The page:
In terms of connecting with the international art community, I’ve got to give credit to my incredibly supportive network of friends and readers who embrace what The:nublk is about and make me aware of artists, events and other cool things that are happening.
I’m shifting the focus of The:nublk towards events/experiences. Having started the site as a personal challenge to expose myself to global arts and culture it’s definitely grown in ways I’d never have thought. The site won a Black Weblog Award in 2011 and has been featured on many other sites. This global recognition has lead to other opportunities such as speaking at Social Media Week Lagos and Google as well as becoming a fellow at the Royal Society of Arts.
I’m super excited about the latest incarnation of The:nublk. Over the past few years I’ve curated some really well-received events from exhibitions on Black Fatherhood, to the 25th Anniversary screening of ‘Do The Right Thing’ that Spike Lee himself applauded. While the blog has been an integral part of The:nublk experience, getting the chance to bring people together on a global scale to connect, collaborate and inspire is a challenge that I’m passionate about and I’m always on the look out for new opportunities.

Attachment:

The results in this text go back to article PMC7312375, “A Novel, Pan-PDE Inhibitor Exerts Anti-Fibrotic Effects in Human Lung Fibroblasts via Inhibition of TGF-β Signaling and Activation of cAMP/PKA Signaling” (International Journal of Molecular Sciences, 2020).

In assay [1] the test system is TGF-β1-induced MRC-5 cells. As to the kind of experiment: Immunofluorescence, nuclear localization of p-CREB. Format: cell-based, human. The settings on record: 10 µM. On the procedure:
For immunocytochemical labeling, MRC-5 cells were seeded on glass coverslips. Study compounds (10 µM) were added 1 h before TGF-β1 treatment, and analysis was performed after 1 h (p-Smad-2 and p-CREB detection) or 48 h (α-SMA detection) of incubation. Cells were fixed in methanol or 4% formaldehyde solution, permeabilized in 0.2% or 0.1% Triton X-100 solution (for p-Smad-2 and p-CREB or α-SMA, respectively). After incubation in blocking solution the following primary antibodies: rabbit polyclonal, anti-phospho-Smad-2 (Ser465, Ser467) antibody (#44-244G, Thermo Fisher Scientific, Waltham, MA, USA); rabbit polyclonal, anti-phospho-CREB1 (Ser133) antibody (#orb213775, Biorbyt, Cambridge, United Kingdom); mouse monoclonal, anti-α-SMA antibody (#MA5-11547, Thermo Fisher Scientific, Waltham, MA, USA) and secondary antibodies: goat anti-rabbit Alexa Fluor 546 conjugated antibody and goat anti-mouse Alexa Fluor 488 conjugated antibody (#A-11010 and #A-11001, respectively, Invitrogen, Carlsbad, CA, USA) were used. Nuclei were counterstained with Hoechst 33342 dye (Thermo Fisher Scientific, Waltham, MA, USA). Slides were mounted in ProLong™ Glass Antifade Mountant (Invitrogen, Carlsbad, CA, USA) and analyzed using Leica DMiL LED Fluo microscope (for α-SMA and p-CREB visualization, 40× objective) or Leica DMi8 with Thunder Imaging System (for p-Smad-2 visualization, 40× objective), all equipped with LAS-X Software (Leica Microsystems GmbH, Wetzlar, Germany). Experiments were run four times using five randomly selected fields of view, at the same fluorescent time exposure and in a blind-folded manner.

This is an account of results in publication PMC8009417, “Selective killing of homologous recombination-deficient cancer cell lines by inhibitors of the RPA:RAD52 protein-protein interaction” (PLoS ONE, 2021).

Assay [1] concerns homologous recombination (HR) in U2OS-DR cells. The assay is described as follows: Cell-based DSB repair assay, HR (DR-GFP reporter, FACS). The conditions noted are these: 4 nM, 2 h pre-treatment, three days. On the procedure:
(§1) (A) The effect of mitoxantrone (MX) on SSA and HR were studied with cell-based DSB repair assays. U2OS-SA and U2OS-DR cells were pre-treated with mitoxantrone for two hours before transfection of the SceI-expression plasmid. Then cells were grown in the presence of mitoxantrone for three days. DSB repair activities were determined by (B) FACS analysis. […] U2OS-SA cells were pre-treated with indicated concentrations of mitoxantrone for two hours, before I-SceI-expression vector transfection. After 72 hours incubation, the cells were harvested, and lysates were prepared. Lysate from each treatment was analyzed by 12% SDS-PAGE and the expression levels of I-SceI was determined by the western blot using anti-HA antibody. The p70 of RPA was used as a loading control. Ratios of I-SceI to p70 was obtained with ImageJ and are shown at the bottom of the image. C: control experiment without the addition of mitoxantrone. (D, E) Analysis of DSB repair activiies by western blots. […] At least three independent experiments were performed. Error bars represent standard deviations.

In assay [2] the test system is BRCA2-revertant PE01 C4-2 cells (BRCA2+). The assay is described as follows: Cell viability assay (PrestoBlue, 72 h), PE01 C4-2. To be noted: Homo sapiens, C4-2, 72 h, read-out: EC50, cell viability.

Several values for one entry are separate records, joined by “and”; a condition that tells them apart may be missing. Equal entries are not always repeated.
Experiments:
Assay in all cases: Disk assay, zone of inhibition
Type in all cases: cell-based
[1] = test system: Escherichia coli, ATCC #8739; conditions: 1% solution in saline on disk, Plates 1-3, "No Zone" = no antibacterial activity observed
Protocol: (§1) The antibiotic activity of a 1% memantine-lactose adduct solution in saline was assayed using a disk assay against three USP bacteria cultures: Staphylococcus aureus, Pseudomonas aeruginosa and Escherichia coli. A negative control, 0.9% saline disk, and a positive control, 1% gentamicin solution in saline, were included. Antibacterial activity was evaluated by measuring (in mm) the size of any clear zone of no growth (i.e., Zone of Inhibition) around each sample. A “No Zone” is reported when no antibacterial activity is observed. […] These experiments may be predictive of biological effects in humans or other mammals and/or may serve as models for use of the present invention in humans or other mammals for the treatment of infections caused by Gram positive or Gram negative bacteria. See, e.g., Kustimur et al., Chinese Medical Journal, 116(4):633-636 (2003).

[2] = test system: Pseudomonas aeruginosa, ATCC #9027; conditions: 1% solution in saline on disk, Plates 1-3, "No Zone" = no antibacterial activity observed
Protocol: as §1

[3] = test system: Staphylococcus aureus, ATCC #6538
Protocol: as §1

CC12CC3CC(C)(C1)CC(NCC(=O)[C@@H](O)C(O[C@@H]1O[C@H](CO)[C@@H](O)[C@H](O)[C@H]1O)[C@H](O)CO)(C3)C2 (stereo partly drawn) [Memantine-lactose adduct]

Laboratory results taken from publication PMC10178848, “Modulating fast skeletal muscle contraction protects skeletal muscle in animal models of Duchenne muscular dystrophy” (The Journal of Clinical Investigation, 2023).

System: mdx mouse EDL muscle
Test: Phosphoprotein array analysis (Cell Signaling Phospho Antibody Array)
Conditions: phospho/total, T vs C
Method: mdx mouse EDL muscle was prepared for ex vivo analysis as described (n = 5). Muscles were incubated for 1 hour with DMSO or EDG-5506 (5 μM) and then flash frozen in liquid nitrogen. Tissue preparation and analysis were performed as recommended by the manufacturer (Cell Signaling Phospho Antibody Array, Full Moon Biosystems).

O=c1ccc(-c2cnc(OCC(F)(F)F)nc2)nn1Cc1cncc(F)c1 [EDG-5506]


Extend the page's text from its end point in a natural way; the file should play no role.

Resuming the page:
It’s interesting that, although I’m based in London, the majority of The:nublk’s readership is located in the States. Although I feel more aware and connected to creatives here than before, it was initially harder to identify work created by artists of African descent in the UK than it was for the US and or African countries.
Often, gaining US recognition for their work seems to mark a tipping point at which their visibility to a more mainstream audience takes off. It’s a shame that this has to be the case but it’s improving – more people are taking initiatives to highlight areas which they feel are unseen and creating their own platforms to share it with the masses.